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Lewisham Castle, Aldbourne Chase

In the civil parish of Aldbourne.
In the historic county of Wiltshire.
Modern Authority of Wiltshire.
1974 county of Wiltshire.
Medieval County of Wiltshire.

OS Map Grid Reference: SU24357386
Latitude 51.46320° Longitude -1.65087°

Lewisham Castle, Aldbourne Chase has been described as a certain Timber Castle, and also as a Siege Work although is doubtful that it was such.

There are earthwork remains.

This site is a scheduled monument protected by law.


Lewisham Castle survives well as an earthwork which will retain archaeological remains and environmental evidence relating to its construction and use and the landscape in which it developed. It is likely to have been adapted in the medieval period for military or hunting purposes.
The monument includes Lewisham Castle, an elliptical embanked platform with an external ditch interpreted as a ringwork, which lies just below the brow of a north facing chalk scarp overlooking Aldbourne Chase.
The platform measures a maximum of 36m east to west internally. Both the bank and the broad 'V'-shaped ditch enclosing the platform are more pronounced on the northern and western sides, where the ditch is a maximum of 2m in depth and 9m in width at its top, and the bank up to 9m in width and 2.5m in height. A widening of the ditch on the north western side is thought to be due to slumping whilst a slight ridge against its outer lip to the west indicates the remains of a counterscarp bank. A break in the bank and ditch on the south eastern edge of the platform possibly comprises the original entrance and a sub-circular bulge constructed of flint nodules on the inner side of the northern bank is thought to represent the foundation for a structure.
Both the etymology of the name Lewisham Castle and the precise function of the enclosure are unknown, although 19th century finds of iron arrowheads and large quantities of medieval pottery in its immediate vicinity demonstrate that it was certainly utilised in this period. The position of the monument below the brow of a hill suggests that it was not primarily built with defence in mind and its proximity to Aldbourne Chase and to several similarly sized enclosures of known prehistoric date indicate that it might have been a much older feature which was adapted in the medieval period as a ringwork for either military use or in connection with hunting. (Scheduling Report)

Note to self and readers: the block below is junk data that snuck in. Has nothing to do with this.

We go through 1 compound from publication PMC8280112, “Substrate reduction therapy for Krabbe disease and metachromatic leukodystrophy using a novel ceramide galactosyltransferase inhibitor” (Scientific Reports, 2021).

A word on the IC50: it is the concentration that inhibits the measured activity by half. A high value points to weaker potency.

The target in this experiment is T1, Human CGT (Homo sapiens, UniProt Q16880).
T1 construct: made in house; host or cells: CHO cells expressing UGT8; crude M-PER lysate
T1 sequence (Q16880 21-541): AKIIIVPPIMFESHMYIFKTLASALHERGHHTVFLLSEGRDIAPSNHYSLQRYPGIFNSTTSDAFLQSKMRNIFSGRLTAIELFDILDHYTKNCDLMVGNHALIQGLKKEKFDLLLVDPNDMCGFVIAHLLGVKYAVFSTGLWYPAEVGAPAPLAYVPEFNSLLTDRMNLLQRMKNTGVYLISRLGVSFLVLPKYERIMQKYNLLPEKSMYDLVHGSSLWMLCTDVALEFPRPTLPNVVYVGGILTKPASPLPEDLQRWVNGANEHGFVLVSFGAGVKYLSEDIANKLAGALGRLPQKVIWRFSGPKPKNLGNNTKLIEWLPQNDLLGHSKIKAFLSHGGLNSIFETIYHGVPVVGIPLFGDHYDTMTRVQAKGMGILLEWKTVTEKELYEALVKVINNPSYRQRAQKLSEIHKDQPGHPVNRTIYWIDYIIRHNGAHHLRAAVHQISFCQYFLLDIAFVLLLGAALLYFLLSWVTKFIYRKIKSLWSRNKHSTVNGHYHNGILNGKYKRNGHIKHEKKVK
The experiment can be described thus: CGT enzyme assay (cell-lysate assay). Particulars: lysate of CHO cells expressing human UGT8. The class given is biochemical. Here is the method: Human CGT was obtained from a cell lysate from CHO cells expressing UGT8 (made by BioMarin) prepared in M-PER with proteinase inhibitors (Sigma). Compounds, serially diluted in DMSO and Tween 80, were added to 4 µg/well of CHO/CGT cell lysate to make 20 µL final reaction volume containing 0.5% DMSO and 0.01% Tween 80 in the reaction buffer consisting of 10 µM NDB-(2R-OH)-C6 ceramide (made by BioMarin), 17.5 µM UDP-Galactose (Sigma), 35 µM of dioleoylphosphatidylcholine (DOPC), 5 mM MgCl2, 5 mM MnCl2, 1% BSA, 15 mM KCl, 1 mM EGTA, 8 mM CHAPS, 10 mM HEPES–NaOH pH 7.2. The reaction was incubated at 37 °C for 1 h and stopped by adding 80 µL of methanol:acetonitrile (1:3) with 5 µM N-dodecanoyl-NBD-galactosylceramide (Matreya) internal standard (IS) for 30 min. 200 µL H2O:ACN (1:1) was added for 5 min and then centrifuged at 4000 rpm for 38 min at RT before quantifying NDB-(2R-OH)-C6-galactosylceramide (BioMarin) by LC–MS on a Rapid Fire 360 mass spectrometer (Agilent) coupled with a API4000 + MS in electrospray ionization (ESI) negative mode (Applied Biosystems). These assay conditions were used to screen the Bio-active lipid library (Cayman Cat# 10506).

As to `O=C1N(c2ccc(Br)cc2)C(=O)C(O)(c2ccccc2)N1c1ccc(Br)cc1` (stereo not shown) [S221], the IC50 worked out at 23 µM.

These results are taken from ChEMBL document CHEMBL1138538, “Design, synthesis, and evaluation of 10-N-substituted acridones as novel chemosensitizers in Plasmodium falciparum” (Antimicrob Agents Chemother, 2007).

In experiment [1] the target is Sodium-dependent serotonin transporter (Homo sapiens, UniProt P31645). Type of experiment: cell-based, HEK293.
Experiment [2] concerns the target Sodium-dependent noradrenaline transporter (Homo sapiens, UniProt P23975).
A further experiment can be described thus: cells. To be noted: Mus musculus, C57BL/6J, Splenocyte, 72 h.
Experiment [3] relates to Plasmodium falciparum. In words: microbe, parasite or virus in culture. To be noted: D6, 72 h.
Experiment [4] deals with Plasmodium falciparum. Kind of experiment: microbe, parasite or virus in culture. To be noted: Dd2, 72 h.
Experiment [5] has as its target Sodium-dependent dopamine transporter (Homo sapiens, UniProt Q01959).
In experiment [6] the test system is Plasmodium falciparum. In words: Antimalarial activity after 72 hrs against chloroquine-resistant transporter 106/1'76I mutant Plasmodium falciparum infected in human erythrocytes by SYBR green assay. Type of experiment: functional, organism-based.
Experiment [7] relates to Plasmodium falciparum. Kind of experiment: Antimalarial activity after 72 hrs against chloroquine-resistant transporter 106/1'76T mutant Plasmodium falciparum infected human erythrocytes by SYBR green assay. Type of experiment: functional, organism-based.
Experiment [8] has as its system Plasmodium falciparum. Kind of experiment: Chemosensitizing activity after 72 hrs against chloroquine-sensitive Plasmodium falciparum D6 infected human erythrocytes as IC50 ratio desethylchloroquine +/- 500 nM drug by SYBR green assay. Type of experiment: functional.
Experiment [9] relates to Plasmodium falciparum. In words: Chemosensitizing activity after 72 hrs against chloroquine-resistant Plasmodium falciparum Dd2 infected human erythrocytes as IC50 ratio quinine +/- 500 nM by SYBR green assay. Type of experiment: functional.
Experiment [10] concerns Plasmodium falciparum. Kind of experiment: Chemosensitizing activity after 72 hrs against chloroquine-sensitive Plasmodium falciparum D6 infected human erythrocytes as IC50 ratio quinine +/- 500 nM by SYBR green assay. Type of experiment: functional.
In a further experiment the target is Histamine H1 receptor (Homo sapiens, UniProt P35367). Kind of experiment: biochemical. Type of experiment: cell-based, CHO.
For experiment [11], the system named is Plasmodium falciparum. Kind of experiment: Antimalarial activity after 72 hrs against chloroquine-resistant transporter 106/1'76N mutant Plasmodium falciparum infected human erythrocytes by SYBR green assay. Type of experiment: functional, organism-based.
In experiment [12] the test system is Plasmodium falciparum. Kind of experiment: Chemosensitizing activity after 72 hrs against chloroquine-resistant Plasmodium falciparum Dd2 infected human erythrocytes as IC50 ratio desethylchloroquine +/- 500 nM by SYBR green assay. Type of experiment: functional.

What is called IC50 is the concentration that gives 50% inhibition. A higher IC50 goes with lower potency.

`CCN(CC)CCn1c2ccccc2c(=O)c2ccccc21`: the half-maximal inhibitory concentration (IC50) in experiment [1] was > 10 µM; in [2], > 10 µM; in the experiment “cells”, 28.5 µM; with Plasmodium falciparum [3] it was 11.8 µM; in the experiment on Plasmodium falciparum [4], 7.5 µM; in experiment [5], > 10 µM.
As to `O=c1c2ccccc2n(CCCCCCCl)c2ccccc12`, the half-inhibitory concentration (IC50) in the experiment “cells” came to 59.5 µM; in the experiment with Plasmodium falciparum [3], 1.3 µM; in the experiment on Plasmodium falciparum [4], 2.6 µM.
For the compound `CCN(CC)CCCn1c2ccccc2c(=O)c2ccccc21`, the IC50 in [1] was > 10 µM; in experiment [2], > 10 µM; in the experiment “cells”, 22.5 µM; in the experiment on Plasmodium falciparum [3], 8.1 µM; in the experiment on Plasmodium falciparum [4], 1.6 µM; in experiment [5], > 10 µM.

Ringwork. Overall diameter 68m. The earthwork is strongest at the South-West (uphill) weakening towards the North-East quadrant where the outer ditch is ploughed out. The bank platform at SU24347386, suggests a mound that has been overthrown inwardly, exposing much of the flint content. Flints are prolific over the site and its surrounds. The site occupies a position at the head of a small coombe, and below the adjacent ridge. This does not altogether support the view of a purely military site, but suggests the re-use of a pre-existing pastoral feature such as that in Blakes Copse. It is well-situated to have functioned as a hunting lodge. (PastScape)

There is tradition of this being constructed/used by mercenaries of Louis the Dauphin in April 1217 and thus have an origin/use as a fieldwork similar to a siege castle. However, Creighton suggests the work originated as a hunting lodge, being suitably located for the administration the surrounding chase and the accommodation of hunting parties.
Links to archaeological and architectural databases, mapping and other online resources

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This record last updated 26/07/2017 09:20:09

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